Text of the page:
Today, Habitat for Humanity Halton-Mississauga’s Burlington ReStore is the top performing ReStore in the country, but did you know it had humble beginnings?
In the spring of 2001, while the affiliate was planning its first build, the Board of Directors decided the affiliate needed ongoing funding to be sustainable. Many affiliates operated ReStores across the country and it seemed logical to proceed in the same way. Habitat Canada cautioned that the affiliate was still in its infancy.
A committee was formed with the mandate to have the store opened in the spring of 2002, with sufficient space for the store and the affiliate offices. Several members joined, including Chris Norman, a Home Depot employee, a commercial real estate agent, and Brian Duncombe, Treasurer, to name a few. Chris recruited Roger Goulet who eventually became the Chair of the committee and the driving force in the creation and operation of the ReStore in the first two years.
Roger wrote the business plan and led the committee through the launch of the ReStore. Habitat Canada noted at the time that it was the best business plan for a ReStore they had ever seen. For Roger, it wasn’t a challenge.
“The business plan was the easy part, we had to operationalize it,” he said.
Roger’s team established many of the principles that the ReStore still operates with today:
- Operate on a busy street
- Develop and leverage relationships with retailers and suppliers for repeatable product opportunities
- Focus on high-end items. Don’t compete with garage sales or flea markets
- Treat volunteers and customers well. Without them, we don’t have a business
But start-up capital would be needed. The affiliate had very little funds, and any funds available were being directed to the build. Thanks to a seed loan of $65,000 from a generous supporter, the ReStore was a go. The Board approved the plan in the fall of 2001 and the search was on for suitable properties.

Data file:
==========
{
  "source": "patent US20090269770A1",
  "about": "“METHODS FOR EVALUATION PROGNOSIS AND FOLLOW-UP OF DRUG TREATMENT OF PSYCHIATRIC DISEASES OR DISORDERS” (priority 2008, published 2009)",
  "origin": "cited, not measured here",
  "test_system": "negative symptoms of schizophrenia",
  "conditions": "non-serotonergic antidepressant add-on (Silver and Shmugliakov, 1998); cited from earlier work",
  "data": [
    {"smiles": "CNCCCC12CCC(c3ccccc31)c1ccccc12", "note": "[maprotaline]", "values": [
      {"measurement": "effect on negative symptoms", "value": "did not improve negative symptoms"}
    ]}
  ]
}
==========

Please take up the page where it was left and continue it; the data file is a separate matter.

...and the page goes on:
Finding a suitable building between 10 to 15 thousand square feet in a location that met our needs proposed a huge challenge and an even bigger time constraint. Eventually, the search was narrowed down to the Appleby Line location. While the property did not meet all the requirements – it was only about 8000 square feet – there was room for the affiliate offices, it was in a growing area of the city and it had high traffic volume.
To prepare the store for opening was the next task at hand. The committee obtained donations of shelving from Home Depot and White Rose, some of which are still used today. The ceiling was spray-painted, the floors cleaned and the racking painted and erected. Focusing on high-end products, the first manager Tom Greggain and the committee received donations from various corporate donors of end of line, over-supply, returns. Just like today, volunteers were the main staff and were trained on cash, pricing and product testing and repair.
We were as ready as we would ever be and opened the doors on August 21, 2002.
The months ahead were challenging as the affiliate worked to finish the build and learn how to operate a retail location. At times, money was tight and there were staffing issues and product procurement challenges. Could Habitat Canada have been right? Were we too inexperienced to run the store?
But sales eventually stabilized and increased. Additional focus was put on the store in 2003. ReStore members started to find “end-of-line” and “scratch and dent” donated products from local companies, and slowly built relationships with retailers for “return to vendor” items.
By 2004, sales of $397,000 contributed $171,000 to affiliate operations. Payroll was met, loan obligations were fulfilled, and challenges were tackled. At each board meeting, Jack Bolzan started the Treasurer’s Report with, “Thank God for the ReStore!”
On reflection, Brian Duncombe has a view words. “I think it was the toughest thing we did to sign the 5-year lease on Appleby Line, but looking back, that was the key thing we did.”
Roger said he is proud of the way the ReStore has evolved and expanded from what his committee put in place. With those values, we continue to help customers in new ways, divert waste from landfills and help build homes for families in need.